realized I was the only one taking the hamburger entirely out of the paper before eating it.  Well, next time.  And I realized there probably would be a next time.

San José is one city that has not become a ghost town as the result of shopping malls in outlying suburbs.  The crowds are still here — and lots of them are walking along Avenida Central.  I joined them and saw that the News Café has been remodeled.  It used to have a homey feeling with framed old newspaper front pages on the wall. The very name News Cafe implies warmth and some disorder.  Not now.  Now it is as warm as plain white walls and black décor can be, and, to me, it was pretty cold.

Especially when the overhead fans are on.  They still have their incredible pastries, though. I dread the day when a hotel or restaurant in Costa Rica could be anywhere in the world.

On the avenue, another new restaurant, the Patio, has opened.  I will have to check that out another time.  I was no longer hungry, so I headed home.

Saturday night a group of us attended a Brazilian carnival night at the Hotel Palacio, evidently an annual event sponsored by the Fundación Centro de Estudios Brasilleňos.  The music was deafening, and the jumping up and down wore me out just watching it.  It wasn’t like the music I heard during carnival some 30 years ago in Rio. Ah, everything changes. 

It was crowded and there were, as usual, some beautiful young people scantily dressed and enjoying themselves, which is what carnivals are all about.

Although it was a cash bar, we were told that the first 500 people were getting — can you believe it — a free hamburger.  This one was one of those tall ones with a puffed up bun and lettuce and tomato and cheese.  They were not wrapped in paper and I made a mess of mine.

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California marijuana entrepreneur with ties here admits count
Special to A.M. Costa Rica

The former owner and operator of seven marijuana stores called Compassionate Caregivers has pleaded guilty to federal narcotics and money laundering charges, admitting that he was responsible for the distribution of more than 15,000 pounds of marijuana. The man has links to Costa Rica.

He is Larry Roger Kristich, 65, who returned from Costa Rica last summer after being indicted. He pleaded guilty earlier this month to one count of maintaining drug-involved premises and one count of promotional money laundering. Each count carries a maximum sentence of 20 years in federal prison. Kristich also agreed to forfeit more than $1.2 million cash generated by sales at his stores.

Kristich pleaded guilty before United States District Judge Manuel Real, who scheduled a sentencing hearing for April 21. At the time of the indictment, federal officials said that Kristich used profits from his operation to invest in Costa Rican properties.
From 2002 through 2005, Kristich owned and operated Compassionate Caregivers, which had marijuana stores in Oakland, San Francisco, San Leandro, West Hollywood (which operated under the name The Yellow House), San Diego, Bakersfield and Ukiah.

These stores sold marijuana, marijuana plants, THC-laced edible products (including candy bars, cookies and soda pop), and THC tinctures.  Kristich was president of the company, which employed more than 200 people as growers, cultivators, drivers, directors, store managers, retail sellers  and security guards.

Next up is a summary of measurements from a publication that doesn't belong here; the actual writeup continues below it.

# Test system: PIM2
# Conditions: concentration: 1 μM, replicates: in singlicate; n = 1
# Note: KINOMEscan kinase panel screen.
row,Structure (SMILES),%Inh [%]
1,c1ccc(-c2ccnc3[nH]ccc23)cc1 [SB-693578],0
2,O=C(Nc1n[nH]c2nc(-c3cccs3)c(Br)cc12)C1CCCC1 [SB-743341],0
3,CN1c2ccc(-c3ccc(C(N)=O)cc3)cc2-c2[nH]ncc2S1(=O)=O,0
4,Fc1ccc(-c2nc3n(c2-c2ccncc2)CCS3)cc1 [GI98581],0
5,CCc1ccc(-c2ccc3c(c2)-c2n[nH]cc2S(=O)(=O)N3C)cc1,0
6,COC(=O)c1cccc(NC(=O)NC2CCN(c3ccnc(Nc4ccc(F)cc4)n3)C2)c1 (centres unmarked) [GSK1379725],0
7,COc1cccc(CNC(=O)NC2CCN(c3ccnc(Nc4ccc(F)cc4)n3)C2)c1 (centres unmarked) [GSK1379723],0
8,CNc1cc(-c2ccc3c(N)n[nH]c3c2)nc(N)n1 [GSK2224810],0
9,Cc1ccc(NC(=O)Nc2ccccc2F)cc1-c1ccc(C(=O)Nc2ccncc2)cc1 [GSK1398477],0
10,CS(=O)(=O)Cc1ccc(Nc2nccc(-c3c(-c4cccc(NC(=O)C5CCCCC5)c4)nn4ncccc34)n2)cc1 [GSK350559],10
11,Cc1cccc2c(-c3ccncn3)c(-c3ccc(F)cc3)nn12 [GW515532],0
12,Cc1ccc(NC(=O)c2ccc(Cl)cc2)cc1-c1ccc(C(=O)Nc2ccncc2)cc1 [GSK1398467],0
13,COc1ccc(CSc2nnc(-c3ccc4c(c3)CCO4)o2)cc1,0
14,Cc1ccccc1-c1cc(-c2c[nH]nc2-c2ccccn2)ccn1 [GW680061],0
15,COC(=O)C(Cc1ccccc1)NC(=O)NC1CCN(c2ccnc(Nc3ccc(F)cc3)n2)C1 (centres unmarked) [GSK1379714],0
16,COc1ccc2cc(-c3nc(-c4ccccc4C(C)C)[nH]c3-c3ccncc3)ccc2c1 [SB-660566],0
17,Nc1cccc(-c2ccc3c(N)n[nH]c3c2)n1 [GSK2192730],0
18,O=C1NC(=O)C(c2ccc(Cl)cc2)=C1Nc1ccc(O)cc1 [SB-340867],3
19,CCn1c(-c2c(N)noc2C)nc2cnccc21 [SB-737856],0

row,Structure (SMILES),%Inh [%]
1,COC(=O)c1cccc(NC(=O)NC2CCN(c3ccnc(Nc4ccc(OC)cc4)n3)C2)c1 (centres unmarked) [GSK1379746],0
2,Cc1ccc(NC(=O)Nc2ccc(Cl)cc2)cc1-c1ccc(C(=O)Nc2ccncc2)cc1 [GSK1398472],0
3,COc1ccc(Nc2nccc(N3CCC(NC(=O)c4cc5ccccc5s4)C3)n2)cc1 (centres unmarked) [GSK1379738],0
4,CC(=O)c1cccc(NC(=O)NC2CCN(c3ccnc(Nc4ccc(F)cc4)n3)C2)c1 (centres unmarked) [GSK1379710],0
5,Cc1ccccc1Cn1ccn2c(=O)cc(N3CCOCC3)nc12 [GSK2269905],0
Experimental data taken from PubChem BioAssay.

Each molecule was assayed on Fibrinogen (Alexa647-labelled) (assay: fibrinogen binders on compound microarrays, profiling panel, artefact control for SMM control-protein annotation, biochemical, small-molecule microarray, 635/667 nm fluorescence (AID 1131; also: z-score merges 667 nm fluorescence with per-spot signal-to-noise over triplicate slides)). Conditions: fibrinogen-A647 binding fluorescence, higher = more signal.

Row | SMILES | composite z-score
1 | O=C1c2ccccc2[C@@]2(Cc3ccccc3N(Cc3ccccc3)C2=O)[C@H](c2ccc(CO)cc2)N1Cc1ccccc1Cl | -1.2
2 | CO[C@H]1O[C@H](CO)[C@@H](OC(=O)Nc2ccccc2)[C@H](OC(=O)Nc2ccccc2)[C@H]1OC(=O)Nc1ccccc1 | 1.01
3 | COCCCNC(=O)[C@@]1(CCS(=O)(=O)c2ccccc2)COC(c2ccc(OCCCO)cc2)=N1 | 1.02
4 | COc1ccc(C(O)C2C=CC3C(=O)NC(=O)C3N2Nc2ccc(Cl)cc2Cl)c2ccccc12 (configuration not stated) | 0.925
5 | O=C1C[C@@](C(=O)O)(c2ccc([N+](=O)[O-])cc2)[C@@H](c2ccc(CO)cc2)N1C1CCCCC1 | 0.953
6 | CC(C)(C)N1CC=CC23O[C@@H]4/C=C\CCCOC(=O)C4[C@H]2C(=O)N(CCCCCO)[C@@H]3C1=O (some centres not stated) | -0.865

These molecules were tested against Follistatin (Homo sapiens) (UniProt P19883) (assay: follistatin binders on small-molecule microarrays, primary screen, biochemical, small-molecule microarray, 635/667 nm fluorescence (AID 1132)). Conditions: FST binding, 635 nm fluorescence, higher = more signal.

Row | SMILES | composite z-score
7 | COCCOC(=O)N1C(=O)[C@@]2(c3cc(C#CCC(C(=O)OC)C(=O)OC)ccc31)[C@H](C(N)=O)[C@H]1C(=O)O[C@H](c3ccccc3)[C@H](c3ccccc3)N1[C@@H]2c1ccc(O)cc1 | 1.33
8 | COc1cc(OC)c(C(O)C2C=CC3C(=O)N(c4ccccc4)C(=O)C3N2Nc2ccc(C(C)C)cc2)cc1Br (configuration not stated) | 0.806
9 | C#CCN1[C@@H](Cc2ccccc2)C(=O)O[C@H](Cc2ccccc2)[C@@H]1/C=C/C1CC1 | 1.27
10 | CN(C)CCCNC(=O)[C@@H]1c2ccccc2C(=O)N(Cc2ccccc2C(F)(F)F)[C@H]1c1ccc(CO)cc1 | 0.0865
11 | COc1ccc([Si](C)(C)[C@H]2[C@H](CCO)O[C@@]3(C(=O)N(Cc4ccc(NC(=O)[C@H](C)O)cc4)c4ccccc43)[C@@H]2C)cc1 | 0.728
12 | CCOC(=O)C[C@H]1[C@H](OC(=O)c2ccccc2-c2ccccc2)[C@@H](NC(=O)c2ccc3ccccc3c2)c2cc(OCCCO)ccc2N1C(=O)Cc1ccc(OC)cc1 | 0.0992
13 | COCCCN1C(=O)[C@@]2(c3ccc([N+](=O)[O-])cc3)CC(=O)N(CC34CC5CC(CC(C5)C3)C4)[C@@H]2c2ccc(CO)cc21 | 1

California has legalized marijuana for medical use through a voter initiative, but the measure is in conflict with federal law.

Kristich admitted that sales of marijuana and THC products at Compassionate Caregivers’ stores totaled over $95 million. Kristich also admitted that he laundered more than $50 million of such drug proceeds. Some of that money is believed to have been invested here.

Divorced women wins right to wed without 300-day delay
By the A.M. Costa Rica staff

The Sala IV constitutional court struck down a law that required a woman who divorces to wait 300 days before remarrying.

The measure had been challenged by a woman with the last names of Umaña Araya on the ground of discrimination 
against women. There is no similar requirement for men.

The purpose of the law was to avoid uncertainty regarding the paternity of any children born to women who divorce.

The constitutional court held an unusual open session Thursday where oral arguments were heard and then issued a decision immediately.

Stash of cash and guns in prison leads to sharp reaction from Colombia's Uribe
By the A.M. Costa Rica wire services

Colombian President Álvaro Uribe is warning that demobilized paramilitary commanders will face extradition to the United States if a probe links them to weapons and cash found at the prison where they are being held.

Uribe issued the warning Thursday as authorities investigated how a handgun, grenade and at least $5,000 in cash turned up at the Itagui prison near Medellin.

He said that as soon as authorities learn the identities of those responsible, they will no longer be covered by Colombia's justice and peace law. That law offers reduced
prison sentences and other incentives to civil war combatants who demobilize. It also protects them from extradition.

An estimated 30,000 paramilitary fighters have demobilized under Uribe's government. Some human rights groups, however, have criticized the disarmament program as being too lenient on those who have committed abuses.

The paramilitaries of the United Self-Defense Forces of Colombia, along with two leftist rebel groups, the Fuerzas Armadas Revolucionarias and Ejército de Liberación Nacional, have been designated terrorist organizations by the United States.